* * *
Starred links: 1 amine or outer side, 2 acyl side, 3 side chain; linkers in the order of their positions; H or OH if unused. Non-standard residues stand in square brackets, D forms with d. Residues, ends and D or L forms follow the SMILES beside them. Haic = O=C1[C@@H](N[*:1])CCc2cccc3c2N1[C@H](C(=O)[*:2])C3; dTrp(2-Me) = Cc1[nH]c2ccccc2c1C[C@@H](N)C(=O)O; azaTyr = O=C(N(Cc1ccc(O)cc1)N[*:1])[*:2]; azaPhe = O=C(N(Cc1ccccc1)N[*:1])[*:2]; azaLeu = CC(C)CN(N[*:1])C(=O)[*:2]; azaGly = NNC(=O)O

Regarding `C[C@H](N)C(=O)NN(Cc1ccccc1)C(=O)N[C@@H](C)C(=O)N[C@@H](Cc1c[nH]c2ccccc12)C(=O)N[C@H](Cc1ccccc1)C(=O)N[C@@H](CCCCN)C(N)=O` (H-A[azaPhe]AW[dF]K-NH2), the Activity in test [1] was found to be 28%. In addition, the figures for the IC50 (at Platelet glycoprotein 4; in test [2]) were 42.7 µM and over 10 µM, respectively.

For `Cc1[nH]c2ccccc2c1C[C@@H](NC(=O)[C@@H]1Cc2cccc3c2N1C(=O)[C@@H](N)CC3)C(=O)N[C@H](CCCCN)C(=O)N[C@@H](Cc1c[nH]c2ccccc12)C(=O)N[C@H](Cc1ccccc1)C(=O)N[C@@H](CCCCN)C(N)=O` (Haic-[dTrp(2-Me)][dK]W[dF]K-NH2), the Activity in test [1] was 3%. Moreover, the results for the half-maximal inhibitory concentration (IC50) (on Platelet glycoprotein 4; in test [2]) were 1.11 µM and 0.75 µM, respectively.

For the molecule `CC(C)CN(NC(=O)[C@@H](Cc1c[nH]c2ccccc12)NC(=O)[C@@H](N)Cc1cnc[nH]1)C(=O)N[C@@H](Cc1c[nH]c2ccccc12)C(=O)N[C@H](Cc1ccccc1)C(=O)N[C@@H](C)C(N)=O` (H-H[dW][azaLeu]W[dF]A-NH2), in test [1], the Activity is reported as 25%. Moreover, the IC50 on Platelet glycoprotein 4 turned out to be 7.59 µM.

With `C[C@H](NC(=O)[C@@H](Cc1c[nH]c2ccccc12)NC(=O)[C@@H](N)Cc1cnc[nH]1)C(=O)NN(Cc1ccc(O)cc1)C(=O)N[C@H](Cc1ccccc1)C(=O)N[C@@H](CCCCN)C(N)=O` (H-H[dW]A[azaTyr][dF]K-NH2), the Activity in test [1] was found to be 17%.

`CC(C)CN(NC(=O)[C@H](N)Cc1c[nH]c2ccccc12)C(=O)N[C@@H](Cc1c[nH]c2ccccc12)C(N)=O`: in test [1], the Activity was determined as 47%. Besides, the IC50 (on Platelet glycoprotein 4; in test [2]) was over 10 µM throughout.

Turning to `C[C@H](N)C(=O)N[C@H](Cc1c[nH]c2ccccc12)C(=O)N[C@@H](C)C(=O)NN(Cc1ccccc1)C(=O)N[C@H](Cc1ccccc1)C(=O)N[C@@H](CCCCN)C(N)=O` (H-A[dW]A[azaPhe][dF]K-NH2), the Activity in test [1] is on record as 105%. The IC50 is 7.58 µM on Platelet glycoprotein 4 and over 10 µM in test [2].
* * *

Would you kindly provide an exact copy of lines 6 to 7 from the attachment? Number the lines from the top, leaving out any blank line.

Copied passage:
`CC(C)CN(NC(=O)[C@H](N)Cc1c[nH]c2ccccc12)C(=O)N[C@@H](Cc1c[nH]c2ccccc12)C(N)=O`: in test [1], the Activity was determined as 47%. Besides, the IC50 (on Platelet glycoprotein 4; in test [2]) was over 10 µM throughout.

Turning to `C[C@H](N)C(=O)N[C@H](Cc1c[nH]c2ccccc12)C(=O)N[C@@H](C)C(=O)NN(Cc1ccccc1)C(=O)N[C@H](Cc1ccccc1)C(=O)N[C@@H](CCCCN)C(N)=O` (H-A[dW]A[azaPhe][dF]K-NH2), the Activity in test [1] is on record as 105%. The IC50 is 7.58 µM on Platelet glycoprotein 4 and over 10 µM in test [2].